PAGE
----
We’re optimistic, but not unrealistic.
We see the glass half full, and we look for the silver lining. But we’re not naive. We’ve been around way too long for that. We just believe that optimism inspires confidence and makes people feel good, so we choose to see the positive. Besides, we’re too resourceful to be pessimistic. We always know the best way forward and a backup in case they need it.
What it is
Positive, upbeat. We believe that customers will accomplish whatever they set out to do. It’s about how, not if. When adversity strikes, we see it as a bump, not a barrier. To keep them in a positive frame of mind, we try to avoid negative words. Except in rare cases, we deliver disappointment in a positive way and turn dead ends into opportunities.
Reassuring. We know what works and what doesn’t, and we do what we can to help before they need to ask for it. But when they do get stuck, we let them know they’re not alone and quickly get them back on track. We don’t just point them in the right direction; we walk them to their destination.
What it isn’t
Unrealistic. Running a business isn’t all sunshine and rainbows, and we don’t act like it. We don’t promise that we’ll take care of everything or that it’ll all be perfect. So we don’t say things like “Super easy accounting software,” “Five seconds to your first P&L,” or “Painless payroll.” We’re careful not to set expectations that we can’t live up to.
Grating. Our optimism should never annoy customers or make them feel worse. When something bad does happen, we don’t ignore it by jumping to the bright side. If they get an unexpected tax notice, we’d never say, “Don’t worry! You got this.” But we might say, “Nobody likes to get a tax notice. But don’t worry, we can help you take care of it. Here’s what to do.”
How to get started
Get yourself in a positive frame of mind when you write for QuickBooks. If you’re stressed out or having a bad day, quickly write down 5 things that you’re thankful for. (Sounds cheesy, we know, but it works wonders.) Focus on the good, the potential, the possibilities. Believe that the customers you’re writing for are the fortunate few whose business or firm will make it 5, 10, and 15 years. Talk to them.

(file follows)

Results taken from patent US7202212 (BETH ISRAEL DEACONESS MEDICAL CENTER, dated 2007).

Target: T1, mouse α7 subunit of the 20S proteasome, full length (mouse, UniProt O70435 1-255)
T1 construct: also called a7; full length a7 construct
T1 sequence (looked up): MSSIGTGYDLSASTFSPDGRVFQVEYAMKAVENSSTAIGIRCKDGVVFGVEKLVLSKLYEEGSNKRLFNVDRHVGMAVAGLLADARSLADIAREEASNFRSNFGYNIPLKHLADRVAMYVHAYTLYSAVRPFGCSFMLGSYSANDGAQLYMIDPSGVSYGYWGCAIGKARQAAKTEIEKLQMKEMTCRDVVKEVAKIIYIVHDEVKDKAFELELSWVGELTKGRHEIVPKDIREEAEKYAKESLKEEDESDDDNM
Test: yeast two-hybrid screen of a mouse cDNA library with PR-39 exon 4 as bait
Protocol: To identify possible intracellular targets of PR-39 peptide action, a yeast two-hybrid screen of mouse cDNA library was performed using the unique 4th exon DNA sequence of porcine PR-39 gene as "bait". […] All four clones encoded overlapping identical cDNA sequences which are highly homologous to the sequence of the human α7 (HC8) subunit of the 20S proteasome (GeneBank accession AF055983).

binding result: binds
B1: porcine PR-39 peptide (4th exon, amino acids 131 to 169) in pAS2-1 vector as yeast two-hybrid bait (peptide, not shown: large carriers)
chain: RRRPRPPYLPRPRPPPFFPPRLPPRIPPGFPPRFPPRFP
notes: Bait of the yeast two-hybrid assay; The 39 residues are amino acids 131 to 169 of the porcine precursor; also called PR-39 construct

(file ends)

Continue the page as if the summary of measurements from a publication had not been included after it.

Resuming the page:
When you’re writing about things that intimidate customers—starting a difficult task, applying for a loan, setting up payroll—don’t ignore how they’re probably feeling. Validate them, but be careful not to make them feel worse. Consider telling them that other people feel that way too, instead of saying that the thing really is scary or hard. This is the difference between saying “Tax notices are scary” (don’t do that) and “Nobody likes finding a tax notice in the mail” (do that instead). But don’t just leave it at that. Focus on the payoff. Reassure them that you’ll help them. Remind them they really can do it.
At some point, you will have to deliver bad news—even if it’s that they entered the wrong password. Start by defining the situation and the cause. Imagine, for instance, that a customer can’t sign in because she typed the wrong password. Don’t just state the problem—“You entered the wrong password” or “The email and password don’t match.” Focus on solutions and how to move forward. Maybe say, “Forgot your password? Reset it if you need to.” Don’t blame or accuse them. But be careful: without hearing your tone, it’s easy for things to seem judgmental and passive aggressive. Think: “Did you forget your password again?” or “Looks like you forgot your password.”